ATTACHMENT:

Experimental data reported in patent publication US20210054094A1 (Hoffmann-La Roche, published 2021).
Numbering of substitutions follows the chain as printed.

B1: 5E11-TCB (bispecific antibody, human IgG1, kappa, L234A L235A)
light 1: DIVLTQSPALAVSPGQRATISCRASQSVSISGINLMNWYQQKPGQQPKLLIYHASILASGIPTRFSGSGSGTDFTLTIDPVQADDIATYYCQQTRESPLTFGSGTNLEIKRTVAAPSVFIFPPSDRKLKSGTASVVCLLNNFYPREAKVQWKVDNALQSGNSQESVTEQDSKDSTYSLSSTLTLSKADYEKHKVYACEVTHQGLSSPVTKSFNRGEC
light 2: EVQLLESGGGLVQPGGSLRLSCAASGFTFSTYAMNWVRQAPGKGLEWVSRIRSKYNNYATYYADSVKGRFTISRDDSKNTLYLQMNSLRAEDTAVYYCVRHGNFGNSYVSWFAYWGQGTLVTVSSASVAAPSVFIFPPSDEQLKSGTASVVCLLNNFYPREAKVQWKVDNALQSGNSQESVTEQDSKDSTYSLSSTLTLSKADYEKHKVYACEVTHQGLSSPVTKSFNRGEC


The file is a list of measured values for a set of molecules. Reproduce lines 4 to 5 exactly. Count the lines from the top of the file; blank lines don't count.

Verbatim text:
light 1: DIVLTQSPALAVSPGQRATISCRASQSVSISGINLMNWYQQKPGQQPKLLIYHASILASGIPTRFSGSGSGTDFTLTIDPVQADDIATYYCQQTRESPLTFGSGTNLEIKRTVAAPSVFIFPPSDRKLKSGTASVVCLLNNFYPREAKVQWKVDNALQSGNSQESVTEQDSKDSTYSLSSTLTLSKADYEKHKVYACEVTHQGLSSPVTKSFNRGEC
light 2: EVQLLESGGGLVQPGGSLRLSCAASGFTFSTYAMNWVRQAPGKGLEWVSRIRSKYNNYATYYADSVKGRFTISRDDSKNTLYLQMNSLRAEDTAVYYCVRHGNFGNSYVSWFAYWGQGTLVTVSSASVAAPSVFIFPPSDEQLKSGTASVVCLLNNFYPREAKVQWKVDNALQSGNSQESVTEQDSKDSTYSLSSTLTLSKADYEKHKVYACEVTHQGLSSPVTKSFNRGEC